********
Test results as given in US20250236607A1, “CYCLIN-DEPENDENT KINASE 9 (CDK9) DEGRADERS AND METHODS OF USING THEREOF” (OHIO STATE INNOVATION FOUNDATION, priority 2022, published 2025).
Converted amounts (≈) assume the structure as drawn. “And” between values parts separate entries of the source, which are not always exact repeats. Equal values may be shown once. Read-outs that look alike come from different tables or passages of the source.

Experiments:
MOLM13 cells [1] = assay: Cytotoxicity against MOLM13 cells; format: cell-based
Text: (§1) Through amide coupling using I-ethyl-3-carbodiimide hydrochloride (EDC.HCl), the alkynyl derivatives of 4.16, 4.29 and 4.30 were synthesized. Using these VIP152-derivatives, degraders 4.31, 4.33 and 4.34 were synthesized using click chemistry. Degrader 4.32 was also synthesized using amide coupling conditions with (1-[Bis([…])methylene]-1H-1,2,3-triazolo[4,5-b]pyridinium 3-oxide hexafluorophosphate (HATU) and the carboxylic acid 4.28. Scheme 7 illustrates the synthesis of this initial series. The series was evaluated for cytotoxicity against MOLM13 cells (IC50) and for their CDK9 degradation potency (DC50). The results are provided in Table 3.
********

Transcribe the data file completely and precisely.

Test results as given in US20250236607A1, “CYCLIN-DEPENDENT KINASE 9 (CDK9) DEGRADERS AND METHODS OF USING THEREOF” (OHIO STATE INNOVATION FOUNDATION, priority 2022, published 2025).
Converted amounts (≈) assume the structure as drawn. “And” between values parts separate entries of the source, which are not always exact repeats. Equal values may be shown once. Read-outs that look alike come from different tables or passages of the source.

Experiments:
MOLM13 cells [1] = assay: Cytotoxicity against MOLM13 cells; format: cell-based
Text: (§1) Through amide coupling using I-ethyl-3-carbodiimide hydrochloride (EDC.HCl), the alkynyl derivatives of 4.16, 4.29 and 4.30 were synthesized. Using these VIP152-derivatives, degraders 4.31, 4.33 and 4.34 were synthesized using click chemistry. Degrader 4.32 was also synthesized using amide coupling conditions with (1-[Bis([…])methylene]-1H-1,2,3-triazolo[4,5-b]pyridinium 3-oxide hexafluorophosphate (HATU) and the carboxylic acid 4.28. Scheme 7 illustrates the synthesis of this initial series. The series was evaluated for cytotoxicity against MOLM13 cells (IC50) and for their CDK9 degradation potency (DC50). The results are provided in Table 3.